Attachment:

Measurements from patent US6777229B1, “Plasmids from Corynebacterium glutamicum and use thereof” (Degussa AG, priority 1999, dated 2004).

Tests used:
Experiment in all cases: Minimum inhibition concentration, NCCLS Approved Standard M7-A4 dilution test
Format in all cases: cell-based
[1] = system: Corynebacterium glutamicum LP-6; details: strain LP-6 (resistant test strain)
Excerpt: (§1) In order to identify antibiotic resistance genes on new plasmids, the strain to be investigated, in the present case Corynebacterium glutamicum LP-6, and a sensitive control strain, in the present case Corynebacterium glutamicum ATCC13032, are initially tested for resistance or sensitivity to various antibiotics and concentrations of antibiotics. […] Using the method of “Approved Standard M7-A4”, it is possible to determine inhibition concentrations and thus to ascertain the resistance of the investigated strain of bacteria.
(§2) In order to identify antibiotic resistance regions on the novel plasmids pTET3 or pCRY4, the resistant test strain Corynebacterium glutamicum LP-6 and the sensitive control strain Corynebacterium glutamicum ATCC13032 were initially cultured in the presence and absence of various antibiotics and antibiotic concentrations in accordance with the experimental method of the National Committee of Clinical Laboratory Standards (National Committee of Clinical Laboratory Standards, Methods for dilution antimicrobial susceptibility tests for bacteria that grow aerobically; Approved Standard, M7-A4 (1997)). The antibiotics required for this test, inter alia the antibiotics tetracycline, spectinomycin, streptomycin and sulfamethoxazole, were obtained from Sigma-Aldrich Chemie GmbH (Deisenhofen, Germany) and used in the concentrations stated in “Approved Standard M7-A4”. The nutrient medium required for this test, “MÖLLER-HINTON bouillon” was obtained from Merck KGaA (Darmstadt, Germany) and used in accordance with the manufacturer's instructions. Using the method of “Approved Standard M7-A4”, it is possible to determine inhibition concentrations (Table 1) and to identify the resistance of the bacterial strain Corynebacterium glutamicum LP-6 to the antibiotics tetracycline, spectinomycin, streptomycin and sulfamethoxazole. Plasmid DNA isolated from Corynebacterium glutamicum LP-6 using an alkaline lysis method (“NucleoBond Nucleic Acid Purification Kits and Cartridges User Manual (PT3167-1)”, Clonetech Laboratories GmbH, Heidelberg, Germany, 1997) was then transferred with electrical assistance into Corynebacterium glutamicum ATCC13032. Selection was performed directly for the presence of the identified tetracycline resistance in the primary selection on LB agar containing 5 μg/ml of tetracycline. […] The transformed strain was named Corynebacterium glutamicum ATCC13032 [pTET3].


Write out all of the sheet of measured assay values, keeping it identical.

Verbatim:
Measurements from patent US6777229B1, “Plasmids from Corynebacterium glutamicum and use thereof” (Degussa AG, priority 1999, dated 2004).

Tests used:
Experiment in all cases: Minimum inhibition concentration, NCCLS Approved Standard M7-A4 dilution test
Format in all cases: cell-based
[1] = system: Corynebacterium glutamicum LP-6; details: strain LP-6 (resistant test strain)
Excerpt: (§1) In order to identify antibiotic resistance genes on new plasmids, the strain to be investigated, in the present case Corynebacterium glutamicum LP-6, and a sensitive control strain, in the present case Corynebacterium glutamicum ATCC13032, are initially tested for resistance or sensitivity to various antibiotics and concentrations of antibiotics. […] Using the method of “Approved Standard M7-A4”, it is possible to determine inhibition concentrations and thus to ascertain the resistance of the investigated strain of bacteria.
(§2) In order to identify antibiotic resistance regions on the novel plasmids pTET3 or pCRY4, the resistant test strain Corynebacterium glutamicum LP-6 and the sensitive control strain Corynebacterium glutamicum ATCC13032 were initially cultured in the presence and absence of various antibiotics and antibiotic concentrations in accordance with the experimental method of the National Committee of Clinical Laboratory Standards (National Committee of Clinical Laboratory Standards, Methods for dilution antimicrobial susceptibility tests for bacteria that grow aerobically; Approved Standard, M7-A4 (1997)). The antibiotics required for this test, inter alia the antibiotics tetracycline, spectinomycin, streptomycin and sulfamethoxazole, were obtained from Sigma-Aldrich Chemie GmbH (Deisenhofen, Germany) and used in the concentrations stated in “Approved Standard M7-A4”. The nutrient medium required for this test, “MÖLLER-HINTON bouillon” was obtained from Merck KGaA (Darmstadt, Germany) and used in accordance with the manufacturer's instructions. Using the method of “Approved Standard M7-A4”, it is possible to determine inhibition concentrations (Table 1) and to identify the resistance of the bacterial strain Corynebacterium glutamicum LP-6 to the antibiotics tetracycline, spectinomycin, streptomycin and sulfamethoxazole. Plasmid DNA isolated from Corynebacterium glutamicum LP-6 using an alkaline lysis method (“NucleoBond Nucleic Acid Purification Kits and Cartridges User Manual (PT3167-1)”, Clonetech Laboratories GmbH, Heidelberg, Germany, 1997) was then transferred with electrical assistance into Corynebacterium glutamicum ATCC13032. Selection was performed directly for the presence of the identified tetracycline resistance in the primary selection on LB agar containing 5 μg/ml of tetracycline. […] The transformed strain was named Corynebacterium glutamicum ATCC13032 [pTET3].